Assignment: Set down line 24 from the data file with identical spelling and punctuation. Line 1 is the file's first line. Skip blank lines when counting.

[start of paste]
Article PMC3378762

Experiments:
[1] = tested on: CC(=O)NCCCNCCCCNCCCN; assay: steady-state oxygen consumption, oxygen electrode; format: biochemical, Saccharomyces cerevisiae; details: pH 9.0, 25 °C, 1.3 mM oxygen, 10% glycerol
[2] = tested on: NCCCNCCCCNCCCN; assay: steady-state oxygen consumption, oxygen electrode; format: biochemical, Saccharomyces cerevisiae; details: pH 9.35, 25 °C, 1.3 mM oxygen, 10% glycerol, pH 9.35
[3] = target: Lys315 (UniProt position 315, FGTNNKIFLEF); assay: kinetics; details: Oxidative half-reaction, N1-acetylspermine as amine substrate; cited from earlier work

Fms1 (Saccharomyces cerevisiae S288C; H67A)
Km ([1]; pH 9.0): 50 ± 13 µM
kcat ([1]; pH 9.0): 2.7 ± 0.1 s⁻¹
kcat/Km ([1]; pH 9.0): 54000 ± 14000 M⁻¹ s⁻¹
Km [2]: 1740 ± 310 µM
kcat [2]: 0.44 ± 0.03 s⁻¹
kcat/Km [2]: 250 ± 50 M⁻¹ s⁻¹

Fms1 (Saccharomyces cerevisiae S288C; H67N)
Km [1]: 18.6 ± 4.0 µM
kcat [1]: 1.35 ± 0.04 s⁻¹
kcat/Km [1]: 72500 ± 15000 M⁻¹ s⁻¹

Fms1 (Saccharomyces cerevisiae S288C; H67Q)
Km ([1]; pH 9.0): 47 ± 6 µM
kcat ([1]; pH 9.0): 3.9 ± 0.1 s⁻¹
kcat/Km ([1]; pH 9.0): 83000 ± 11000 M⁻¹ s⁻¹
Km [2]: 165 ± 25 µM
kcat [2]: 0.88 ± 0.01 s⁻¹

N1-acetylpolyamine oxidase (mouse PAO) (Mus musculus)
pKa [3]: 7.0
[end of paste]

pKa [3]: 7.0